- More Precise Predictions: Accurate data labeling ensures better quality assurance within machine learning algorithms, allowing the model to train and yield the expected output. Otherwise, as the old saying goes, “garbage in, garbage out.” Properly labeled data provide the “ground truth” (i.e., how labels reflect “real world” scenarios) for testing and iterating subsequent models.
- Better Data Usability: Data labeling can also improve usability of data variables within a model. For example, you might reclassify a categorical variable as a binary variable to make it more consumable for a model. Aggregating data in this way can optimize the model by reducing the number of model variables or enable the inclusion of control variables. Whether you’re using data to build computer vision models (i.e. putting bounding boxes around objects) or NLP models (i.e. classifying text for social sentiment), utilizing high-quality data is a top priority.
Data labeling is not without its challenges. In particular, some of the most common challenges are:
- Expensive and time-consuming: While data labeling is critical for machine learning models, it can be costly from both a resource and time perspective. If a business takes a more automated approach, engineering teams will still need to set up data pipelines prior to data processing, and manual labeling will almost always be expensive and time-consuming.
- Prone to Human-Error: These labeling approaches are also subject to human-error (e.g. coding errors, manual entry errors), which can decrease the quality of data. This, in turn, leads to inaccurate data processing and modeling. Quality assurance checks are essential to maintaining data quality.
Data labeling best practices
No matter the approach, the following best practices optimize data labeling accuracy and efficiency:
- Intuitive and streamlined task interfaces minimize cognitive load and context switching for human labelers.
- Consensus: Measures the rate of agreement between multiple labelers(human or machine). A consensus score is calculated by dividing the sum of agreeing labels by the total number of labels per asset.
- Label auditing: Verifies the accuracy of labels and updates them as needed.
- Transfer learning: Takes one or more pre-trained models from one dataset and applies them to another. This can include multi-task learning, in which multiple tasks are learned in tandem.
- Active learning: A category of ML algorithms and subset of semi-supervised learning that helps humans identify the most appropriate datasets. Active learning approaches include:
- Membership query synthesis - Generates a synthetic instance and requests a label for it.
- Pool-based sampling - Ranks all unlabeled instances according to informativeness measurement and selects the best queries to annotate.
- Stream-based selective sampling - Selects unlabeled instances one by one, and labels or ignores them depending on their informativeness or uncertainty.
Data labeling use cases
Though data labeling can enhance accuracy, quality and usability in multiple contexts across industries, its more prominent use cases include:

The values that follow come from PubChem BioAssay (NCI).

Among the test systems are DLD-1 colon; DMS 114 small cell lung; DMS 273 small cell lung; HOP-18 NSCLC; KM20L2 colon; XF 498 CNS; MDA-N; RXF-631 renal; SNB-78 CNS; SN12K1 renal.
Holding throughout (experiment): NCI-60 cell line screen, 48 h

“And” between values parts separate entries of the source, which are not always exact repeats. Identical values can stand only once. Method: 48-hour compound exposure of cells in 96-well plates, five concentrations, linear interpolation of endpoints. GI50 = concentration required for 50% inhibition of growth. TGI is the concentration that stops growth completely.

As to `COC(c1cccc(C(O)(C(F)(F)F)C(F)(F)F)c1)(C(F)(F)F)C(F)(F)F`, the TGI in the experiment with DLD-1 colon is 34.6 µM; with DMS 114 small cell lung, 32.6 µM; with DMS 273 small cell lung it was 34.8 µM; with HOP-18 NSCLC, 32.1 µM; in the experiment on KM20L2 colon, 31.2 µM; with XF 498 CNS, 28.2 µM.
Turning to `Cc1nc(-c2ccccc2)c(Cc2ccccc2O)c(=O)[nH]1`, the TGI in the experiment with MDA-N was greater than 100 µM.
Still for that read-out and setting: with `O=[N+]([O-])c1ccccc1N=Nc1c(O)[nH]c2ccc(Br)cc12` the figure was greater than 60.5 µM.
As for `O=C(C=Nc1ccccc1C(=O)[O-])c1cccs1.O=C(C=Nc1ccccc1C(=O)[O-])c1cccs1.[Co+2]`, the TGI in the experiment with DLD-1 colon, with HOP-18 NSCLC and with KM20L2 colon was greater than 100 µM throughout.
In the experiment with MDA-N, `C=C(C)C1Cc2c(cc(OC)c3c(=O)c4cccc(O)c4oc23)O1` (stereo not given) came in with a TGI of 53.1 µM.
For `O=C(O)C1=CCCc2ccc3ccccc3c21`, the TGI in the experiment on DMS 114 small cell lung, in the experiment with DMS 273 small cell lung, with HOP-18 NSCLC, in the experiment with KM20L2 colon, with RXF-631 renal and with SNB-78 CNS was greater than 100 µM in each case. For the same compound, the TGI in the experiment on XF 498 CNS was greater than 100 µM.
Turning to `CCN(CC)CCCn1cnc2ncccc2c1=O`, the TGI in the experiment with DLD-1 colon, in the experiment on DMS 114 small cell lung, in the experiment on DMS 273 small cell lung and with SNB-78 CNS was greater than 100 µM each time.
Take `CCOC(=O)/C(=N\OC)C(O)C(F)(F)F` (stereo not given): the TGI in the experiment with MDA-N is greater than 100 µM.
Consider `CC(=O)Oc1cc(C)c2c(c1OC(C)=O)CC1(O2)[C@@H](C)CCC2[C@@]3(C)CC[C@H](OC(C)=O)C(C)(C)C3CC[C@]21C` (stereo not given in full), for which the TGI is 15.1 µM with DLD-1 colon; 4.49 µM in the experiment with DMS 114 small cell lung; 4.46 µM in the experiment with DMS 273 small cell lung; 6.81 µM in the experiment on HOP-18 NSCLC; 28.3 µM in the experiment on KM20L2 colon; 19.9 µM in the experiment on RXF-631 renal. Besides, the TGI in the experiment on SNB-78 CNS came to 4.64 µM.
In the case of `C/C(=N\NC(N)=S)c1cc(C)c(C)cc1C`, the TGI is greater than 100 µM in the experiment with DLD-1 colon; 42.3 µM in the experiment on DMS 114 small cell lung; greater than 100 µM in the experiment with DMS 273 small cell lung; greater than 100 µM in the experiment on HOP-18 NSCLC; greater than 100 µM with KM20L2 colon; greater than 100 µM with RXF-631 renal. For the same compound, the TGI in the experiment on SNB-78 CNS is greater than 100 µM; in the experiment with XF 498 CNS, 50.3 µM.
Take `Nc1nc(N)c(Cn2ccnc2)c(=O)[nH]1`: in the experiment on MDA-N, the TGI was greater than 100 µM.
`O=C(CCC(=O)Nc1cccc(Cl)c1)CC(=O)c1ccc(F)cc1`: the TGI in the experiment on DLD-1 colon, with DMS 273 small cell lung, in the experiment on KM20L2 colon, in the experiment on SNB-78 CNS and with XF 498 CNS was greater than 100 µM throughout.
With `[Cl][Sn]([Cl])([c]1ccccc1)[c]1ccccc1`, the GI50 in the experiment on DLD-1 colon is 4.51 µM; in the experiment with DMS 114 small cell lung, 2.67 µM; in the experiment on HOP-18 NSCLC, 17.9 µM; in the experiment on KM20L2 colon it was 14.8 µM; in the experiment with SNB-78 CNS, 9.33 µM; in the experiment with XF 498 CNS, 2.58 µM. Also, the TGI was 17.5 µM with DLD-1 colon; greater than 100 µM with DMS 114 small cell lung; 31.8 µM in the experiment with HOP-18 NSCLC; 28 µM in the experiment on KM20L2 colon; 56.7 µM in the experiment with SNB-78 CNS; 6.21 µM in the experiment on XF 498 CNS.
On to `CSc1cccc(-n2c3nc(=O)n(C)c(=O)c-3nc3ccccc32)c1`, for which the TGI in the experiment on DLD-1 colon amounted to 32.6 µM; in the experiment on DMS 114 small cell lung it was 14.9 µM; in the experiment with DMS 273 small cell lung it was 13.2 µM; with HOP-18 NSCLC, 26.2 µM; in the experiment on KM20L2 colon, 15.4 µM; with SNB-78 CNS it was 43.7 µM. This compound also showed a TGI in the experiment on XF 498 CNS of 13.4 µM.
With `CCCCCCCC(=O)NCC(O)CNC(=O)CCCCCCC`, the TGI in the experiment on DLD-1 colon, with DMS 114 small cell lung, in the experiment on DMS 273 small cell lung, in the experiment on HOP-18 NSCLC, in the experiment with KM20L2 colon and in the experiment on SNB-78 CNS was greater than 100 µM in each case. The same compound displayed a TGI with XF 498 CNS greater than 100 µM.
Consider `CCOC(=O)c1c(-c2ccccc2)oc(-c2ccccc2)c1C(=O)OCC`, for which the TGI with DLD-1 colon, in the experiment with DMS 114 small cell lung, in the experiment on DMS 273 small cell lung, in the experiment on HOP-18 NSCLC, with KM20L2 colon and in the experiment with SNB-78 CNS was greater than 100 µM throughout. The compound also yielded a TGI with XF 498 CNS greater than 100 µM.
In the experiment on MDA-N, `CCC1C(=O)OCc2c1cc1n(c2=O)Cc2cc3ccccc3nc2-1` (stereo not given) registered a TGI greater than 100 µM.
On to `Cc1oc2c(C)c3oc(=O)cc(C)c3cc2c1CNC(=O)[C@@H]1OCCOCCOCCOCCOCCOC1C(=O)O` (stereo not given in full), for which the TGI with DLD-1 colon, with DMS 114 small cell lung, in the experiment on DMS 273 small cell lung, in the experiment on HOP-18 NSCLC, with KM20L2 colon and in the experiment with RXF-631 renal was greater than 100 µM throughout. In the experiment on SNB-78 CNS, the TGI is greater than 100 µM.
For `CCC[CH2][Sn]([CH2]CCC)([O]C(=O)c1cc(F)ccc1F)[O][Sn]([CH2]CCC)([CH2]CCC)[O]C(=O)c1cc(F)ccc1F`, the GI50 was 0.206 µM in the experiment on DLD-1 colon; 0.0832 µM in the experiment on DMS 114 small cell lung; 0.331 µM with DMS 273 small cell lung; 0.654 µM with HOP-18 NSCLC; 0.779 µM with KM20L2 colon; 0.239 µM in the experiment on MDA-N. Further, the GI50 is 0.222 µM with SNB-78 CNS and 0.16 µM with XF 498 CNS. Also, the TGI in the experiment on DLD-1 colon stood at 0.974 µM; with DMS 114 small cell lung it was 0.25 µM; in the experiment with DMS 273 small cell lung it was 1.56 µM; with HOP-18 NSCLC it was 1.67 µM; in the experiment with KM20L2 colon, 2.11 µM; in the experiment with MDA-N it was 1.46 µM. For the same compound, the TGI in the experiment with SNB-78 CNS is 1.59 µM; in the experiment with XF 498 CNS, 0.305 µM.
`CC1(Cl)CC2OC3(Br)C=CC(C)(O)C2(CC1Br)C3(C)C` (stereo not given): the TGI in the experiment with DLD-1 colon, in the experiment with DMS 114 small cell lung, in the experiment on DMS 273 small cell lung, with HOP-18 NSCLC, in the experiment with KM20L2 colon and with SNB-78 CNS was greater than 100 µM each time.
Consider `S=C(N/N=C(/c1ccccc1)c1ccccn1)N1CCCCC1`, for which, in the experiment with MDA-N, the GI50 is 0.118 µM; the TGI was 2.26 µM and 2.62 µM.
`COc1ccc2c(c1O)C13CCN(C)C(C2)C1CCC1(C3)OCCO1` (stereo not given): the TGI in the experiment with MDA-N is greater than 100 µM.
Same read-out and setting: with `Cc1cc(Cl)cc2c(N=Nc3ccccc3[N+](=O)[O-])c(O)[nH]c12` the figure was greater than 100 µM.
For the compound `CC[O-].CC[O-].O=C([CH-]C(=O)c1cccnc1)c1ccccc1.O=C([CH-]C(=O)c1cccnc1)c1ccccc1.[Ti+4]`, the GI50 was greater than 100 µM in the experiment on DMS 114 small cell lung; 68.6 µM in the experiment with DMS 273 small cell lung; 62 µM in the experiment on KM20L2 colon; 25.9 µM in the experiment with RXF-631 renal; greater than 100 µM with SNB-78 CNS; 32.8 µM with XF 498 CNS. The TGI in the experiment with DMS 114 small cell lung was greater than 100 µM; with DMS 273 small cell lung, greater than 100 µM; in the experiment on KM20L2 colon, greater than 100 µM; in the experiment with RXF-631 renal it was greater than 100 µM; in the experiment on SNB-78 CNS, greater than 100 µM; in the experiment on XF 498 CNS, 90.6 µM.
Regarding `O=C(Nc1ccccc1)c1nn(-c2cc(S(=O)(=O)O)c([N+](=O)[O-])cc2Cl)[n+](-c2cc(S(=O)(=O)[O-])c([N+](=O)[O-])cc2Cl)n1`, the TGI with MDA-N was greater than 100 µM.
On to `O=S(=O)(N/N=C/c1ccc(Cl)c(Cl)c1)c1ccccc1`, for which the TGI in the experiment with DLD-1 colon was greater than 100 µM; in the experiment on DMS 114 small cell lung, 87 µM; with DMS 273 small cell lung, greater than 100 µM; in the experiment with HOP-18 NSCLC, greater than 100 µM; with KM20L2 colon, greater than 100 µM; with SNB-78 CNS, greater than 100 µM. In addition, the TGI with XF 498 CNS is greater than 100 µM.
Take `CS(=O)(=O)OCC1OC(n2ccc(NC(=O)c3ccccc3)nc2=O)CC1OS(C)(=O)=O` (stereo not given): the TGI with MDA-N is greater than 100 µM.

- Computer vision: A field of AI that uses training data to build a computer vision model that enables image segmentation and category automation, identifies key points in an image and detects the location of objects. In fact, IBM offers a computer vision platform, Maximo Visual Inspection, that enables subject matter experts (SMEs) to label and train deep learning vision models that can be deployed in the cloud, edge devices, and local data centers. Computer vision is used in multiple industries - from energy and utilities to manufacturing and automotive. By 2022, this surging field is expected to reach a market value of $48.6 billion.
- Natural language processing (NLP): A branch of AI that combines computational linguistics with statistical, machine learning, and deep learning models to identify and tag important sections of text that generate training data for sentiment analysis, entity name recognition and optical character recognition. NLP is increasingly being used in enterprise solutions like spam detection, machine translation, speech recognition, text summarization, virtual assistants and chatbots, and voice-operated GPS systems. This has made NLP a critical component in the evolution of mission-critical business processes.
IBM and data labeling
IBM offers more resources to help transcend data labeling challenges and maximize your overall data labeling experience.
- IBM Cloud Annotations - A collaborative open-source image annotation tool that uses AI models to help developers create fully labeled datasets of images, in real time, without manually drawing the labels.
- IBM Cloud Object Storage - Encrypted at-rest and accessible from anywhere, it stores sensitive data and safeguards data integrity, availability and confidentiality via Information Dispersal Algorithm (IDA) and All-or-Nothing Transform (AONT).
- IBM Watson - AI platform with NLP-driven tools and services that enable organizations to optimize employees’ time, automate complex business processes and gain critical business insights to predict future outcomes.
No matter your project size or timeline, IBM Cloud and IBM Watson can enhance your data training processes, expand your data classification efforts, and simplify complex forecasting models.